Also, isn't the app store only a few months old (four or so)? People write about it as though the thing has been running for years. There are very obvious flaws to the set-up but it is likely that they will change for the better with time. For example, one poor aspect of the store at this time is the review process itself. Apple needs to offer two levels of scoring - those for all versions as a whole, and those for each version released. This would help sort the wheat from the chaff when you come to assess the value of an application based on its reviews - many have low scores not because they are bad apps, but because they suffered the consequences of the instability of the earlier iPhone OS 2.0 and 2.1 releases. 90% of the 1 star reviews were nothing to do with the app itself, but were due to memory usage issues of the underlying OS. Developers should also have some means of requesting that useless reviews like this be removed.
Enter the android manifest xml
I recently attended a lecture by Romain Guy on the android UI at devoxx, and was introduced to the android manifest xml ... with the ability to re-purpose/use other application controls so easily its not so remote a possibility that application development costs can be brought down to a level where real profit is viable ... not having to re-invent the wheel every time could be a real saver ;)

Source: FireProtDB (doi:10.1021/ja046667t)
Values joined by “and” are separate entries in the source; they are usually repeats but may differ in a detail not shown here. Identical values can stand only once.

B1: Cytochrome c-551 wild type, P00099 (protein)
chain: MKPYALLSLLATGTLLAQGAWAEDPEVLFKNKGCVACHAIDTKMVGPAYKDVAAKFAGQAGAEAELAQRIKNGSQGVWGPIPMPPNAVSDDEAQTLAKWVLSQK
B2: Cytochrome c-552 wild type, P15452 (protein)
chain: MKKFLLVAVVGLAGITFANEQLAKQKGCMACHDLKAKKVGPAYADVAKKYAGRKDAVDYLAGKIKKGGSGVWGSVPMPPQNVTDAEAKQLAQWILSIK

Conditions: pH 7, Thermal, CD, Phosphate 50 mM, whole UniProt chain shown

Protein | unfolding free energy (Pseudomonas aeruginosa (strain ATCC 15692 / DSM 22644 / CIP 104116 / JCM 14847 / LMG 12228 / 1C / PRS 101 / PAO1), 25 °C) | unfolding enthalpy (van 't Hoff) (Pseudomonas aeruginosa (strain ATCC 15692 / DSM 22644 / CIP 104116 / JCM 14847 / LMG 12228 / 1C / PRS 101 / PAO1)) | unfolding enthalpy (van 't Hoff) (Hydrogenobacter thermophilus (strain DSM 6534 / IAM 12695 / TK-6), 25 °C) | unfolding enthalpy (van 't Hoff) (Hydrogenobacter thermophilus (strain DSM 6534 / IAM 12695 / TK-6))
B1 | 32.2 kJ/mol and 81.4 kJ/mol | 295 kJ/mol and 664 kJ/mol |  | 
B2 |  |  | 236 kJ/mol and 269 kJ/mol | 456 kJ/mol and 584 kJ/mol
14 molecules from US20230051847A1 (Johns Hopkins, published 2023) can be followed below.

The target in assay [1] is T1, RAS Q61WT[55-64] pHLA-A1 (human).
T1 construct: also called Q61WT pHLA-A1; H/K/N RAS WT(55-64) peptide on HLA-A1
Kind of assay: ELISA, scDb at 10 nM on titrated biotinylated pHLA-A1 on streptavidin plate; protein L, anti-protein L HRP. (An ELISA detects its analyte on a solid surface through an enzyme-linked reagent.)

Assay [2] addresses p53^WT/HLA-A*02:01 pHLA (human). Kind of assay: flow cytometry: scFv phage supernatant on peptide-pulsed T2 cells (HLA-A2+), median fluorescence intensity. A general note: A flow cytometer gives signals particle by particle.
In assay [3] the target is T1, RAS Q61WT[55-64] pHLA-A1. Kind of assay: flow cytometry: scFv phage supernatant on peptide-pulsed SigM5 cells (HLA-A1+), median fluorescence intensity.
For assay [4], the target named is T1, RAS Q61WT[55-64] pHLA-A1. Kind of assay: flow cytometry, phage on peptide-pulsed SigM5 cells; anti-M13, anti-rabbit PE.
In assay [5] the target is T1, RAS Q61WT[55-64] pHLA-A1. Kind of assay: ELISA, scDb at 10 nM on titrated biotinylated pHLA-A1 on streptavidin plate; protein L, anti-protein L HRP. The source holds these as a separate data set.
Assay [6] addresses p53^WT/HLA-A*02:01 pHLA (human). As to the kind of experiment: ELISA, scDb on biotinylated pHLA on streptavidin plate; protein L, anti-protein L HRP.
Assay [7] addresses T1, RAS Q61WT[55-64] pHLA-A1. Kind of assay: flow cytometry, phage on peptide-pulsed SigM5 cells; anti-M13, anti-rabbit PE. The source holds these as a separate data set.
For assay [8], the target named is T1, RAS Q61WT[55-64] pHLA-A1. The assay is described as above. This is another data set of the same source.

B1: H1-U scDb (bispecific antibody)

The lecture itself should be up on parleys dot com 'real soon now', so you can watch it and judge for yourselves ... much as I will get flamed here, I think that google has an edge with the manifest concept.
Most boring comments ever?
Really disappointing set of comments. The usual under-educated (perhaps that's why they can't afford one?) Apple haters and some random wibble.
Nothing really interesting or insightful: makes you wonder why they spent their time posting and wasting my time reading it.
The average price of a non-iPhone app is not $25, that's a silly lie.
The reason people don't pay more than a few dollars for *any* smart phone app is a) the really important stuff is included b) they don't need it and c) there's a lot of crapware out there, and reviews are often padded by the vendor, so any purchase is a risk.
Because she has more brains than most posters to this thread.
I'm amazed at how some people think. Just because many people buy an iPhone to show off to their friends doesn't mean it's incapable of being used as a productive tool. That's like saying nobody could use a BMW M3 as a company car because it's flashy and has a fancy radio.
I know a lot of people using iPhones as productive business tools.
After checking Appcubby's offerings
I can't help but think that a) some of that programming cost is spread across the rest of his Apps which are all basically the same thing, and b) the apps aren't rocket science, hard to understand why he needed to spend $29K on a programming team to develop them.
Also 37 cents a click? the instant people realise that's Numberwang! Google's stock is going to fall off a cliff.